With policymakers in China yet to reach a consensus on how to protect consumer privacy, one consultant argues they should look to the California Consumer Privacy Act (CCPA) for guidance rather than the EU's General Data Protection Regulation (GDPR).
Both have the same ultimate goals, but, notes Sidney Song, founder of Fenxi Data and Publicis Media China consultant, GDPR requires companies to obtain the explicit consent of consumers to collect personal data while the CCPA is an opt-out system by default.
The GDPR approach can be “dangerous” in China, he told WARC. “If the collection of every data point has to be approved by the consumer, it is my worry that advertisements will return to the era of print media in the past.”
He further maintained that the definition of personal information in the EU is “too broad” – unlike the CCPA – with identifiers that point to an individual, a device, or an ID, and “can be reasonably connected”.
“If China takes the GDPR route, I think it will cause a decrease of innovation in the country,” he added. (For more, read the full article: Walking a tightrope between privacy and personalisation in China.)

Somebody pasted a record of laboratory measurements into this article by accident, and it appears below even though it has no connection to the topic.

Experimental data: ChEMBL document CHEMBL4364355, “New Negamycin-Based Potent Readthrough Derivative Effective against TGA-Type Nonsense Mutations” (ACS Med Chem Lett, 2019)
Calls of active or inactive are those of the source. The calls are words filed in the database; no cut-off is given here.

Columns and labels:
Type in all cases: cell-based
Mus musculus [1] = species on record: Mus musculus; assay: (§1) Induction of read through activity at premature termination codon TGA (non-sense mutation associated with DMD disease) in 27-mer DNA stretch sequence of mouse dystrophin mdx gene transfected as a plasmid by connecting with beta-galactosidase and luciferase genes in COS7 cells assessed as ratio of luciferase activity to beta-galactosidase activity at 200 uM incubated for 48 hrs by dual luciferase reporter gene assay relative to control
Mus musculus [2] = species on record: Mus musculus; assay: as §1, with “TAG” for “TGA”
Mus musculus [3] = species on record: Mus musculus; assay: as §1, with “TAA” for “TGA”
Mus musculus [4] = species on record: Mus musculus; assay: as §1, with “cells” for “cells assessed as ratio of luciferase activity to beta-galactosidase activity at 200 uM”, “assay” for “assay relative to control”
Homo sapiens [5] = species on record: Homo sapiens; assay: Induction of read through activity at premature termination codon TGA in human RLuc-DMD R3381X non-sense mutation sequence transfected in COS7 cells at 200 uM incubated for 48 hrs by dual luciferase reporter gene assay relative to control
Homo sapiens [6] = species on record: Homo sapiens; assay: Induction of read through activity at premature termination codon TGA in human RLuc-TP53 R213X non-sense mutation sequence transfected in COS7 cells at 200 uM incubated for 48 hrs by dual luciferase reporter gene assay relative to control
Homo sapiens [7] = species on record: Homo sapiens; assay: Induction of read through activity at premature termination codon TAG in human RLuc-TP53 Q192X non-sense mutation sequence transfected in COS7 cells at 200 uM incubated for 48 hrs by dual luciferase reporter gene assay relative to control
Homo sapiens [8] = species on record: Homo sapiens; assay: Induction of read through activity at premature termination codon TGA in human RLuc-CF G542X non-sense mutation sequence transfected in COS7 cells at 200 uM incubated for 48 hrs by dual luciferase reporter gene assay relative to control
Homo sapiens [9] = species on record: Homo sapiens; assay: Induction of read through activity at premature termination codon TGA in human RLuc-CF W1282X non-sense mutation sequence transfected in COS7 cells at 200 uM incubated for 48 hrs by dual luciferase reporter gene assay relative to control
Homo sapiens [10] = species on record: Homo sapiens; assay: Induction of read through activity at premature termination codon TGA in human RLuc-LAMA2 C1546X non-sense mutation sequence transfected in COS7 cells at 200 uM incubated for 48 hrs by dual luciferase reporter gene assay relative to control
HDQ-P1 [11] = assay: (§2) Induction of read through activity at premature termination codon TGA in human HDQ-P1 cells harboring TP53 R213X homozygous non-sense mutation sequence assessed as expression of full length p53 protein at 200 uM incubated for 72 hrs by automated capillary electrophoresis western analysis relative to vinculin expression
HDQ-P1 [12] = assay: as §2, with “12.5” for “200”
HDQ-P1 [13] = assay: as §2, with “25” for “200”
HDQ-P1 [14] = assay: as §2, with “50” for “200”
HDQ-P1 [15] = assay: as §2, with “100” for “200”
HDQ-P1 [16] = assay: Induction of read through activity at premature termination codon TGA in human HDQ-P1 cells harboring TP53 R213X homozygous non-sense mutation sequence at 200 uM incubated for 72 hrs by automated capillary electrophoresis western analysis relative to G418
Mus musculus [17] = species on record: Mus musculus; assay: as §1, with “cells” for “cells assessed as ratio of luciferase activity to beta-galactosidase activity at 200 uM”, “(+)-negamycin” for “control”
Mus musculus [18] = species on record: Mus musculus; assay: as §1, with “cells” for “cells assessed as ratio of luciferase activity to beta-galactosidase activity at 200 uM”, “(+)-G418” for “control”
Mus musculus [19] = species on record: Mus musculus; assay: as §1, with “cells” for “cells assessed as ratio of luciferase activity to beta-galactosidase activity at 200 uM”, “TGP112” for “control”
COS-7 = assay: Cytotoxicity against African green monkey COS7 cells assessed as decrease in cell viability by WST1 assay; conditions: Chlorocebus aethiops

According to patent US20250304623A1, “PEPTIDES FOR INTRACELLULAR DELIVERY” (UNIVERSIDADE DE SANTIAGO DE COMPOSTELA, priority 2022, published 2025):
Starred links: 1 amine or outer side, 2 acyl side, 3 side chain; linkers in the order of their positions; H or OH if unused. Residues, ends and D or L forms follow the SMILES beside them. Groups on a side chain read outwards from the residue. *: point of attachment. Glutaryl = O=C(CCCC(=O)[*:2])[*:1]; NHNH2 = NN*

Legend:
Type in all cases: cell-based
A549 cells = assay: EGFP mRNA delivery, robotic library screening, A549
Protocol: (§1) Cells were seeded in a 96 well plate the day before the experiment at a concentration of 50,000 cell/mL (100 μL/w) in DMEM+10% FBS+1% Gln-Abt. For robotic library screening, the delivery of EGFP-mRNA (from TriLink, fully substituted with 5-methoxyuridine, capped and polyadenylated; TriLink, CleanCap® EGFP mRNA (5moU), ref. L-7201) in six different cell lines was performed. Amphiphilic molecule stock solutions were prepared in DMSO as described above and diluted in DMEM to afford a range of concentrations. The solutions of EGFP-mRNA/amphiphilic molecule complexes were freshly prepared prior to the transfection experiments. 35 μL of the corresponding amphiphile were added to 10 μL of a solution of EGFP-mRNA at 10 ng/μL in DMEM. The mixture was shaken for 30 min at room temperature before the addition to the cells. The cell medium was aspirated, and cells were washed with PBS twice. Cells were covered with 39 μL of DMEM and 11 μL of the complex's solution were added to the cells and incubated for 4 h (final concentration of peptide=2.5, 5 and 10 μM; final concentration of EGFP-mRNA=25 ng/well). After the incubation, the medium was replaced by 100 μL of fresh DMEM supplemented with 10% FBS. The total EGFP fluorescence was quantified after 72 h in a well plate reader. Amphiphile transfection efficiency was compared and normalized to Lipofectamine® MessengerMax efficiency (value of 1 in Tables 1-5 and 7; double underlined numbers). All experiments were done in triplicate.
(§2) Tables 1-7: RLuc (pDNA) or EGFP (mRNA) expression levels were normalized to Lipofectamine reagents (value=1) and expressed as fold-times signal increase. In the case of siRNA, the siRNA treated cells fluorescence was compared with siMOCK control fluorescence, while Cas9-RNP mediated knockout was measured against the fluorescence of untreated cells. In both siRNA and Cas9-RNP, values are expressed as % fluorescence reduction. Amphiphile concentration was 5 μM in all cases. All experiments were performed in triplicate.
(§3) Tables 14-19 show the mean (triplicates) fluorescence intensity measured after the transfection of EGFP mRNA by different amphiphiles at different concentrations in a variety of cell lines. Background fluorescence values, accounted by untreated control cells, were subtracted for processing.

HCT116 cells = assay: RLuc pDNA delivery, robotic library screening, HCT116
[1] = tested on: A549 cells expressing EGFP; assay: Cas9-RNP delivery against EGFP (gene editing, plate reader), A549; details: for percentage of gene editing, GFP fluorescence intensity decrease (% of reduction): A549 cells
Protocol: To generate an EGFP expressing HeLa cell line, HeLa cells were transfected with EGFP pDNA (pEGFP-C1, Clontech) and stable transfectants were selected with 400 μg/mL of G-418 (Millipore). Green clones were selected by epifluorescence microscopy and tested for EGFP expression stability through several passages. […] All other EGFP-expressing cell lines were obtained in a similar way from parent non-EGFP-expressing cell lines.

Given the country’s embrace of the digital world, it is sometimes assumed that privacy issues are not a major concern for Chinese consumers, but recent research from Publicis Media China and Fudan University shows that their willingness to share information is dependent on the type of information being asked for.
In a survey based on 10,000 responses, Chinese consumers were most likely to complete all fields when basic demographic or behavioural information was requested of them; they were most afraid of highly-sensitive biological or income data being compromised.
So, they’re not actually very different from consumers elsewhere. And like them, as privacy gets more important, it will be incorporated into their decision-making process and value assessment.
Sourced from WARC